As we noted in an earlier column, there are 31 million mobile phones in Australia and all have cameras, some rivalling the most expensive digital cameras. If you are first on the scene at an accident or newsworthy event, your Iphone photo will be on page 3 tomorrow or even in today’s online edition. You may or may not get paid.

News photography is not the life-time career it once was and the smart snappers figured that out years ago, drifting off into photo-journalism, free-lancing, specialisation and book publishing. The aforementioned Giulio Saggin is one such entrepreneurial snapper. His evocative book So I Did captures black and white images of everyone who gave him a lift on a hitch-hiking trip around Australia in 1998. Giulio has done a few other things since then. His current gig as photo editor for ABC, is a classic case of a job that did not exist 10 years ago.
Back in 1995 I was among a small contingent of journalists flown to Mt Isa, Darwin and eventually, to Borroloola in the Northern Territory and next day to the McArthur River mine, which was due to be officially opened by then Prime Minister Paul Keating. I remember this well, as it was my first ever taste of the top end (it took 12 hours to get there by commercial airliner, private jets and a bus).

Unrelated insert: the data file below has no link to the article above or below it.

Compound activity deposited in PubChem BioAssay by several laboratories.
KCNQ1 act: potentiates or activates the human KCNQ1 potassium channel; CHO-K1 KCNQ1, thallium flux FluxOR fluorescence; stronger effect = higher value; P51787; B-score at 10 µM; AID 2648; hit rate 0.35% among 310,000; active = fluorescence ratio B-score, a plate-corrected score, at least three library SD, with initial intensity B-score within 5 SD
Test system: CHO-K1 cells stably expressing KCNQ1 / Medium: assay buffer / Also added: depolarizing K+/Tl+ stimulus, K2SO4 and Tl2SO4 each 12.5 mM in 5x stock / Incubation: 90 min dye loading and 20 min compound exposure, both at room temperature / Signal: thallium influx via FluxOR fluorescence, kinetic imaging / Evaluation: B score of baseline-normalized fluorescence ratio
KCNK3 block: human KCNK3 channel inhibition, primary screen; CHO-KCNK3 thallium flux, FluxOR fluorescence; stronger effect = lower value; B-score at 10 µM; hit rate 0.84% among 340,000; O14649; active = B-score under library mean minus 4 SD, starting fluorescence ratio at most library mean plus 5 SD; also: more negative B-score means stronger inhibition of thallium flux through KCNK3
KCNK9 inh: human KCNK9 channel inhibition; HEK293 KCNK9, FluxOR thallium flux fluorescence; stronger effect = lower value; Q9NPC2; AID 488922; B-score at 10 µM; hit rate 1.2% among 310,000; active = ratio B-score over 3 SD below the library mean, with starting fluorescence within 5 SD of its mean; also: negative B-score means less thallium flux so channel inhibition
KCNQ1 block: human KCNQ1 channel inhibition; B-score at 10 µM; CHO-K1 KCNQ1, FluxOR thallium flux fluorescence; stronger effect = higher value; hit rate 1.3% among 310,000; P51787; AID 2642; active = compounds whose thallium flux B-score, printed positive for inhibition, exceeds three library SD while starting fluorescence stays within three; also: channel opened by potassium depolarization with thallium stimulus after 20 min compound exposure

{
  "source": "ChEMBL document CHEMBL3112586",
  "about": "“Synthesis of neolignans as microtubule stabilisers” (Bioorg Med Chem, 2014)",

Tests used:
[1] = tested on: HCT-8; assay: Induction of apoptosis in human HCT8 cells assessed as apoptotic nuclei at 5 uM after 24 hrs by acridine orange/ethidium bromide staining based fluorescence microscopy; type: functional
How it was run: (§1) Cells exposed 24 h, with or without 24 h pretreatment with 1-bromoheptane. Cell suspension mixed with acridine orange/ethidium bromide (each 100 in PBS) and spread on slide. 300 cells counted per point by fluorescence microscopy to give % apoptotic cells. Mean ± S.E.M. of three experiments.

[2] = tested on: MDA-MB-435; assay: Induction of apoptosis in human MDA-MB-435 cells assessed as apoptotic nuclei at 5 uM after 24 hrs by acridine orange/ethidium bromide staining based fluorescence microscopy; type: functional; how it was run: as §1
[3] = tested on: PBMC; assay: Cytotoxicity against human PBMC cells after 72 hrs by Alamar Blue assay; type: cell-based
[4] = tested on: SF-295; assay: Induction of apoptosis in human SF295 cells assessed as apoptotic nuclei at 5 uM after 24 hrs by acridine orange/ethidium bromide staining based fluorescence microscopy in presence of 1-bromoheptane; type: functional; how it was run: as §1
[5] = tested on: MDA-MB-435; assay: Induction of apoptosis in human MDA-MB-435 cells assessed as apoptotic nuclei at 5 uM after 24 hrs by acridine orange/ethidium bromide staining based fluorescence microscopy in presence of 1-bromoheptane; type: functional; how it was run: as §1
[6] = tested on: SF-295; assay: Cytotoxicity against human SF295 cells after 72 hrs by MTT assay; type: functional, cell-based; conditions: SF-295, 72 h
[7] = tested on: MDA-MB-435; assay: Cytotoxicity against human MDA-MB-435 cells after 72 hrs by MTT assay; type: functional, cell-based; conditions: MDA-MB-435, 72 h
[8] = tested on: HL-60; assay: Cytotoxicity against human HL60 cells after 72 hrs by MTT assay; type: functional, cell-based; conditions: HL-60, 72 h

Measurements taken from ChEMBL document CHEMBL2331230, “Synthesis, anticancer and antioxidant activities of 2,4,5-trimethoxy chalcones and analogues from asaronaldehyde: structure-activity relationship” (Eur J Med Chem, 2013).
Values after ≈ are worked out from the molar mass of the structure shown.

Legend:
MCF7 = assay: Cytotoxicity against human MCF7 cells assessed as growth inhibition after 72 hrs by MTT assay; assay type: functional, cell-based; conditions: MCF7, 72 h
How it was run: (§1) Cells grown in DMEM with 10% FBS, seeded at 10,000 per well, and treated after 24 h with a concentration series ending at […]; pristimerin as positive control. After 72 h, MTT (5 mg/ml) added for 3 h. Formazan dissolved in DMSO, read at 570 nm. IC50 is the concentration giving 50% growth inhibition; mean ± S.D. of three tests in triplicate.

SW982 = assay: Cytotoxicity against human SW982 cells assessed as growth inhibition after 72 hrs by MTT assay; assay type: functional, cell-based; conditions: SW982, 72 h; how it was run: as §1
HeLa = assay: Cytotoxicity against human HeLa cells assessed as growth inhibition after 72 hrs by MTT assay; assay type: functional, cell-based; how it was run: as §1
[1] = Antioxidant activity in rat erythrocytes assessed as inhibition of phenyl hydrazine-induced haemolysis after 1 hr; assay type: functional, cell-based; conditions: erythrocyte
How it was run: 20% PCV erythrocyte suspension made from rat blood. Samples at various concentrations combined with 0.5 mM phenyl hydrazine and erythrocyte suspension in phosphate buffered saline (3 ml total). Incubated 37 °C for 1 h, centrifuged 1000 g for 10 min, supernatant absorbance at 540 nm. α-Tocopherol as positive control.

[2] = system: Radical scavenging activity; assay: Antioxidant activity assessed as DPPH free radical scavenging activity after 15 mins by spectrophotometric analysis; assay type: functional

The miners put on an NT barbie with buffalo, kangaroo, crocodile and barramundi and they opened the wet canteen for the regulation couple of hours. There I met an unusual character, a fiercely independent free-lance photographer who clocked up huge mileages every year taking assignment-specific and what the trade calls “stock” photos around the top end. He was constantly on the road, this bloke, saving news media outlets the hideous expense of sending photographers from Sydney or Melbourne on an outback assignment.
Who knows what this enterprising fellow is doing now, but clearly his business model will have changed. Recent developments suggest that all news organisations, Fairfax in particular, plan to lay off full-time photographers and rely more on agencies and the few determined free-lancers still in the game. There is just too much competition and the agencies that pay have all but given up the fight to chase people republishing material in blogs and on Facebook without permission or attribution.